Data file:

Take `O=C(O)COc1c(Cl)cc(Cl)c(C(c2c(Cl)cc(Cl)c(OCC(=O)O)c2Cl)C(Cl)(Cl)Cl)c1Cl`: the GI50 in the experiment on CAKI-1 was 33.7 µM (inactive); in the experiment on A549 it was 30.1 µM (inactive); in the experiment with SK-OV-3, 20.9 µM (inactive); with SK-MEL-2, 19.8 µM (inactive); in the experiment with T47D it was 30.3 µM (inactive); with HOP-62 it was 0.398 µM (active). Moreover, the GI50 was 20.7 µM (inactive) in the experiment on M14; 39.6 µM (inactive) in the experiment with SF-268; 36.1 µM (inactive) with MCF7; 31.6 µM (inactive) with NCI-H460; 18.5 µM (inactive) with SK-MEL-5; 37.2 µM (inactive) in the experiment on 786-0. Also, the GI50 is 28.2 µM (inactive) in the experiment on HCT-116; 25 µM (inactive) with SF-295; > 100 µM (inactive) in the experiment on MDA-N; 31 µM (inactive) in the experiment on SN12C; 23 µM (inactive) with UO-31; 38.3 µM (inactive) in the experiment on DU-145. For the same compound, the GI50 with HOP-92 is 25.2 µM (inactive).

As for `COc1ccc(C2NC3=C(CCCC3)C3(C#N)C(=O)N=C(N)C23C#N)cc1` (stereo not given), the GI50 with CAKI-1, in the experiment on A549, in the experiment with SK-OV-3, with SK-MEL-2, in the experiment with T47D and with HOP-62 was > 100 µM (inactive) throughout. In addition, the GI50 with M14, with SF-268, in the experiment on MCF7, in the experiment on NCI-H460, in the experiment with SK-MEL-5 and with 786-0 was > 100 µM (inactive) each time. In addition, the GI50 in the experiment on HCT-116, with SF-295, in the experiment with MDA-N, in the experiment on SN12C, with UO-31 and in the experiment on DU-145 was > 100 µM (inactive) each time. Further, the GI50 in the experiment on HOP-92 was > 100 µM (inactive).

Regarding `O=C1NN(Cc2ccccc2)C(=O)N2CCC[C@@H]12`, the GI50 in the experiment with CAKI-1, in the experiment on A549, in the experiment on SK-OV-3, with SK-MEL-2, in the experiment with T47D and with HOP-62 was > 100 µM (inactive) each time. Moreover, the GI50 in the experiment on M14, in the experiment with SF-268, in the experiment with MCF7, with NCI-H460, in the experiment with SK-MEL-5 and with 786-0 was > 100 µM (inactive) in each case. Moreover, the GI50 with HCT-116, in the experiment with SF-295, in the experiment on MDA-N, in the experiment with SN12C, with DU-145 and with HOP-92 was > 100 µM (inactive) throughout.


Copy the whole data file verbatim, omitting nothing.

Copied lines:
Take `O=C(O)COc1c(Cl)cc(Cl)c(C(c2c(Cl)cc(Cl)c(OCC(=O)O)c2Cl)C(Cl)(Cl)Cl)c1Cl`: the GI50 in the experiment on CAKI-1 was 33.7 µM (inactive); in the experiment on A549 it was 30.1 µM (inactive); in the experiment with SK-OV-3, 20.9 µM (inactive); with SK-MEL-2, 19.8 µM (inactive); in the experiment with T47D it was 30.3 µM (inactive); with HOP-62 it was 0.398 µM (active). Moreover, the GI50 was 20.7 µM (inactive) in the experiment on M14; 39.6 µM (inactive) in the experiment with SF-268; 36.1 µM (inactive) with MCF7; 31.6 µM (inactive) with NCI-H460; 18.5 µM (inactive) with SK-MEL-5; 37.2 µM (inactive) in the experiment on 786-0. Also, the GI50 is 28.2 µM (inactive) in the experiment on HCT-116; 25 µM (inactive) with SF-295; > 100 µM (inactive) in the experiment on MDA-N; 31 µM (inactive) in the experiment on SN12C; 23 µM (inactive) with UO-31; 38.3 µM (inactive) in the experiment on DU-145. For the same compound, the GI50 with HOP-92 is 25.2 µM (inactive).

As for `COc1ccc(C2NC3=C(CCCC3)C3(C#N)C(=O)N=C(N)C23C#N)cc1` (stereo not given), the GI50 with CAKI-1, in the experiment on A549, in the experiment with SK-OV-3, with SK-MEL-2, in the experiment with T47D and with HOP-62 was > 100 µM (inactive) throughout. In addition, the GI50 with M14, with SF-268, in the experiment on MCF7, in the experiment on NCI-H460, in the experiment with SK-MEL-5 and with 786-0 was > 100 µM (inactive) each time. In addition, the GI50 in the experiment on HCT-116, with SF-295, in the experiment with MDA-N, in the experiment on SN12C, with UO-31 and in the experiment on DU-145 was > 100 µM (inactive) each time. Further, the GI50 in the experiment on HOP-92 was > 100 µM (inactive).

Regarding `O=C1NN(Cc2ccccc2)C(=O)N2CCC[C@@H]12`, the GI50 in the experiment with CAKI-1, in the experiment on A549, in the experiment on SK-OV-3, with SK-MEL-2, in the experiment with T47D and with HOP-62 was > 100 µM (inactive) each time. Moreover, the GI50 in the experiment on M14, in the experiment with SF-268, in the experiment with MCF7, with NCI-H460, in the experiment with SK-MEL-5 and with 786-0 was > 100 µM (inactive) in each case. Moreover, the GI50 with HCT-116, in the experiment with SF-295, in the experiment on MDA-N, in the experiment with SN12C, with DU-145 and with HOP-92 was > 100 µM (inactive) throughout.